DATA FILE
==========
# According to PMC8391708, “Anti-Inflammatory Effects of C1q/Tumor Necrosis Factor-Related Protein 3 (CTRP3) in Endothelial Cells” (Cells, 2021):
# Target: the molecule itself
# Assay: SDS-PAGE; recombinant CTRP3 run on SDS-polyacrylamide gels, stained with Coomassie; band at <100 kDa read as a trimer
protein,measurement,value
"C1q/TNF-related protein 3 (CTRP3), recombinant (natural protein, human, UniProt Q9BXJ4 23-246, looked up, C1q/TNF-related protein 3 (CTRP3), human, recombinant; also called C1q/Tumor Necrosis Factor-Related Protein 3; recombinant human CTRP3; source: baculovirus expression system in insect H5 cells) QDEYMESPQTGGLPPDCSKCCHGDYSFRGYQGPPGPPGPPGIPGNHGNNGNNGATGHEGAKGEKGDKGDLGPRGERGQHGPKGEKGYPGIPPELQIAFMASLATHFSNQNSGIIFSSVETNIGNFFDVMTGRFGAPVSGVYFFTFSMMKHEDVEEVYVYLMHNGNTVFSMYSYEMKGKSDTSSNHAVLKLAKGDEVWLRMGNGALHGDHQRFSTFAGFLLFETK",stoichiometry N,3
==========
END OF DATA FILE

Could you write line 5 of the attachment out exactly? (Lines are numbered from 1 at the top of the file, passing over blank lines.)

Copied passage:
"C1q/TNF-related protein 3 (CTRP3), recombinant (natural protein, human, UniProt Q9BXJ4 23-246, looked up, C1q/TNF-related protein 3 (CTRP3), human, recombinant; also called C1q/Tumor Necrosis Factor-Related Protein 3; recombinant human CTRP3; source: baculovirus expression system in insect H5 cells) QDEYMESPQTGGLPPDCSKCCHGDYSFRGYQGPPGPPGPPGIPGNHGNNGNNGATGHEGAKGEKGDKGDLGPRGERGQHGPKGEKGYPGIPPELQIAFMASLATHFSNQNSGIIFSSVETNIGNFFDVMTGRFGAPVSGVYFFTFSMMKHEDVEEVYVYLMHNGNTVFSMYSYEMKGKSDTSSNHAVLKLAKGDEVWLRMGNGALHGDHQRFSTFAGFLLFETK",stoichiometry N,3